Dubai: Service charge collections in Dubai’s freehold property market are down to about 25 per cent of where they should be in the first four months of 2021, setting off another major crisis involving property owners and their property management companies.
“Typically, year-to-date collections should be in the 60-70 per cent range, but a majority of property owners don’t seem to be in the mood to pay their service fees,” said a senior industry source.
Making matters worse is that full-year 2020 service charge collections have only reached the 50 per cent mark despite persistent – and stern – efforts by Dubai’s real estate regulators to get owners to pay up.
Last year, the authorities banned all transactions – sale and rental – on properties where owners have not cleared their dues. Property management company sources say that the decline in collections for this year suggest more stringent measures are needed.
The latest situation could see more forceful interventions by the authorities to resolve the brewing crisis. There are several cases brought before the Dubai Land Department’s Rental Disputes Centre as property owners and Owners Association (OA) companies fight it over arrear payments.
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This was despite a cut offered to property owners on their service charge fees for the year.
Critical for upkeep
Service charge collections are vital for the upkeep of a freehold designated building or community. Each year, the Real Estate Regulatory Agency gives clearances on what the fees should be, and homeowner association management companies do the collection and which get used for the general maintenance.
Interestingly, the authorities have, for most locations, not allowed any major hikes on 2021 service charges.
Set off by pandemic
Property owners not paying up their service fees on time has been an issue for years, but it was last year that things reached a full-blown crisis. After COVID-19 hit, property management companies reported an immediate escalation in owners not paying up.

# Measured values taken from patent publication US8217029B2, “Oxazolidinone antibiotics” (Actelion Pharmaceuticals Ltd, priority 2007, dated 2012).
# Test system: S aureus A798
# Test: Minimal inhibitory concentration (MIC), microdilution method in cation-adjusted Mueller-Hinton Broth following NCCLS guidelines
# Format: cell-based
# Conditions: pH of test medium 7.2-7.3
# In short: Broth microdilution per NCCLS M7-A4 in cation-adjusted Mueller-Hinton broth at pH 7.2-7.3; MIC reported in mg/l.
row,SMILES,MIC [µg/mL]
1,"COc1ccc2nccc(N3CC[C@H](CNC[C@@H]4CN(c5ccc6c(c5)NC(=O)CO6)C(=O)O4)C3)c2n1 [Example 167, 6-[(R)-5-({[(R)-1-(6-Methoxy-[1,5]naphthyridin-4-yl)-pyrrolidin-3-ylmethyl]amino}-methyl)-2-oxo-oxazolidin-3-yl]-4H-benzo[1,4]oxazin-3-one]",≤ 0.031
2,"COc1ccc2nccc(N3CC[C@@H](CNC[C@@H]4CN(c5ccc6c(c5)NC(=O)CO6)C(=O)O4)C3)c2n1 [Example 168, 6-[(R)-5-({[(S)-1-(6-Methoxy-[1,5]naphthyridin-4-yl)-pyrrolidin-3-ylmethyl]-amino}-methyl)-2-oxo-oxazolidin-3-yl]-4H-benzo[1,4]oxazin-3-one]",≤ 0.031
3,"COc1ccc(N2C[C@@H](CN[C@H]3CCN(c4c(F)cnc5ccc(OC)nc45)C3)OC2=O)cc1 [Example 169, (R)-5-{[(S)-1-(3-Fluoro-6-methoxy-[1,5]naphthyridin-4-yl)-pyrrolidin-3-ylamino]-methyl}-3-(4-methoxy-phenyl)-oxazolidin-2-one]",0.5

According to Saeed Al Fahim, CEO of Stratum, one of the biggest names in the property services business, the crisis has already reached a breaking point. “The payment arrears are directly impacting on the maintenance of the property,” he said. “This comes with long-term consequences for the particular property – and even of the building or community that it’s a part of.
“RERA sets the service charges for each location – and it’s vital that everyone pays up. It cannot be selective.”
Non-issuance of ‘Ejari’
It was late last year that the authorities stopped issuing Ejari certificates for properties that had yet to clear their dues. (An Ejari clearance is vital for all rental deals.)
This was supposed to have a deterrent effect on property owners, and to an extent it did work. According to OA sources, service charge collections actually improved in the final three months of last year.
But as trends for the first four months of 2021 show, it didn’t last long enough. Property management companies have started issuing notices to owners saying they are liable for legal action if dues are not settled.
According to Al Fahim, this should not be a problem for OA companies and the authorities alone. The members of the homeowners associations should also bear responsibility to ensure other property owners pay up.
“The legal onus of collection and enforcement of charges should be on the OA committees,” said Al Fahim. “These committees should ideally comprise not just the property owners, but members of the facilities management, including the developer. This way, all stakeholders get to be on the same page.”
And hopefully, for them to pay up… on time.